Pitched battle over bill to prohibit ‘deceptive advertising’ at faith-based pregnancy centers
A bill that would prohibit “deceptive practices” at faith-based pregnancy centers drew passionate — and conflicting — testimony from people on both sides of the issue at a legislative public hearing Monday.
Those supporting the bill said it is needed because of deceptive advertising and other practices that often give women the misimpression that the centers are medically-based and offer abortion.
Rep. Liz Linehan, D-Cheshire, told members of the legislature’s public health committee that several centers in Connecticut “operate with the appearance of a medical facility and advertise to people as though they offer abortion and emergency contraception, when they are actually opposed to these services.”
“The women they aim to lure are in a vulnerable state, looking to receive time-sensitive, sensitive health care information from qualified individuals,” Linehan said. “However, none of these centers are qualified or licensed to provide the services they may seek.”
Advocates for the faith-based centers, however, disagreed with this portrayal. Dozens of the centers’ supporters packed the hearing room and offered testimony about the care they had received at the non-profit centers.
Jessica Tallie, who got help through the Women’s Center of Eastern Connecticut, said she went to the center seven years ago as a single, pregnant 21-year-old. Tallie knew she wanted to have her baby, but said she needed assistance getting through her pregnancy.
“The center gave me a clear overview of who they were, what they believe, and how they operate before I began any sessions with them,” Tallie said. “It was a professional, transparent, and comfortable environment.”
Tallie said she was told about the option of getting an abortion, but didn’t want to go that route.
Dr. Melissa Lin Monte, medical director of Care Net Pregnancy Resource Center of Southeastern Connecticut in New London, said, “We believe in fighting for the life of the unborn who have no voice, just as doctors fight to save the life of babies born prematurely.”
Monte said that the clinic does not advertise itself as an abortion-providing health care clinic and states on its website that the clinic does “not provide abortion services nor do we refer for them.”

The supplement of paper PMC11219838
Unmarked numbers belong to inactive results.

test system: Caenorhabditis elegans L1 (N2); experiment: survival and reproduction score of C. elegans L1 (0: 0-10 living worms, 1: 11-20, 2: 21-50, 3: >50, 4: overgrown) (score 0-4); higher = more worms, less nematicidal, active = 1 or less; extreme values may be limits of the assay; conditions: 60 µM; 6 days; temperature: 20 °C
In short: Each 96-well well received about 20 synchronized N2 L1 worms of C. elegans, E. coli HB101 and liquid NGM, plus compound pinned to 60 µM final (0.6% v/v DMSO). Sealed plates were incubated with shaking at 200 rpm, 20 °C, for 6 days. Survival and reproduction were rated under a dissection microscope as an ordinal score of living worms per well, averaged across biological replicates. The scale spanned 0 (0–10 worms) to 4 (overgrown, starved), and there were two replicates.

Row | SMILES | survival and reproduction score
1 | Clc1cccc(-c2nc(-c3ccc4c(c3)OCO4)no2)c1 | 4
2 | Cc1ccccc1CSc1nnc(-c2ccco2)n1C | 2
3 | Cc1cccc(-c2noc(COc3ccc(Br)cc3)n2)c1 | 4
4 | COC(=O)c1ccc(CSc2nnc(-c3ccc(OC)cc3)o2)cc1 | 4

But she said the clinic does educate patients about all of their options, including abortion. She said the center has “no false or deceptive”advertising.
But Linehan and others said the legislation would ensure that women seeking “these time-sensitive healthcare services” are aware of the limitations of such centers before walking into one of them.
Rep. Jillian Gilchrest, D-West Hartford, went further, saying that according to research done by NARAL Pro-Choice Connecticut, women who visited such centers were told “that they were sinning for getting an abortion, that they might not make it out alive, and that some women are left with a half of a baby inside them after having an abortion.”
If pregnancy centers “want to offer religiously based advice and care for pregnant women, so be it,” Gilchrest said. “But purposefully deceiving women into thinking they are accessing reproductive healthcare in order to push religious doctrine is deceptive and should not be permitted in the state of Connecticut.”
Gilchrest said there are 25 such centers in the state and that they are set up to look like reproductive health clinics.
Attorney General William Tong and Hartford Mayor Luke Bronin also testified in support of the proposal.
Tong, who noted that California and Massachusetts have passed similar legislation, said that the websites and the names of the centers “do suggest that they are providing health care services. They do suggest that they have doctors on staff and they do, it seems to me, suggest that they provide abortion services.”
“That’s not what they do and I think that’s very dangerous and potentially very misleading and deceptive,” Tong said.
Bronin told legislators that the bill is similar to an ordinance enacted in Hartford to ensure that women were not confused when a crisis pregnancy center with limited services was set up adjacent to an independent, state-licensed family planning clinic.
Bronin said that the crisis pregnancy center was “designed to create the impression that it was a medical office” with “a room full of examining tables and pharmaceuticals on the shelves.”
For a number of reasons, Bronin said, city leaders were concerned that the objective of that crisis pregnancy center was to deceive.
“Regardless of where anyone stands on the question of choice,” Bronin said. “I think it would be hard to argue that we should allow deceptive and misleading practices.”
Supporters of the bill emphasized that it will not affect centers that are operating in a transparent way and are clear about the services offered.
But opponents said they feared it would place a greater burden on all faith-based pregnancy centers and could result in lawsuits against them.
Rep. Doug Dubitsky, R-Chaplin, testified that he had read through much of the testimony on the bill in advance and didn’t see “anybody who claims that they were deceived in any way by any of the practices at any of these centers.”
“There appear to be legislators who claim this is an issue, but it seems to me to be a solution without a problem,” he said.
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